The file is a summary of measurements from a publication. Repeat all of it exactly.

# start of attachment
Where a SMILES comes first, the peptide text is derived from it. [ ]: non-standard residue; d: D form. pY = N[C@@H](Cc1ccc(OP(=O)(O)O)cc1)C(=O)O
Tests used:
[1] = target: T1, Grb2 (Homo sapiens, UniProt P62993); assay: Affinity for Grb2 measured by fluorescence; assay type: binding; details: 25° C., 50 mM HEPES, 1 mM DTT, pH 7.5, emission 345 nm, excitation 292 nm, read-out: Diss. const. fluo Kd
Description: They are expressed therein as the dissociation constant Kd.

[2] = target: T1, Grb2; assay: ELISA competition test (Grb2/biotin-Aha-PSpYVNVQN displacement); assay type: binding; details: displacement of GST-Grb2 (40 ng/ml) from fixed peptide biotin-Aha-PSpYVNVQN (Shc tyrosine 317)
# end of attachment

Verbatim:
Where a SMILES comes first, the peptide text is derived from it. [ ]: non-standard residue; d: D form. pY = N[C@@H](Cc1ccc(OP(=O)(O)O)cc1)C(=O)O
Tests used:
[1] = target: T1, Grb2 (Homo sapiens, UniProt P62993); assay: Affinity for Grb2 measured by fluorescence; assay type: binding; details: 25° C., 50 mM HEPES, 1 mM DTT, pH 7.5, emission 345 nm, excitation 292 nm, read-out: Diss. const. fluo Kd
Description: They are expressed therein as the dissociation constant Kd.

[2] = target: T1, Grb2; assay: ELISA competition test (Grb2/biotin-Aha-PSpYVNVQN displacement); assay type: binding; details: displacement of GST-Grb2 (40 ng/ml) from fixed peptide biotin-Aha-PSpYVNVQN (Shc tyrosine 317)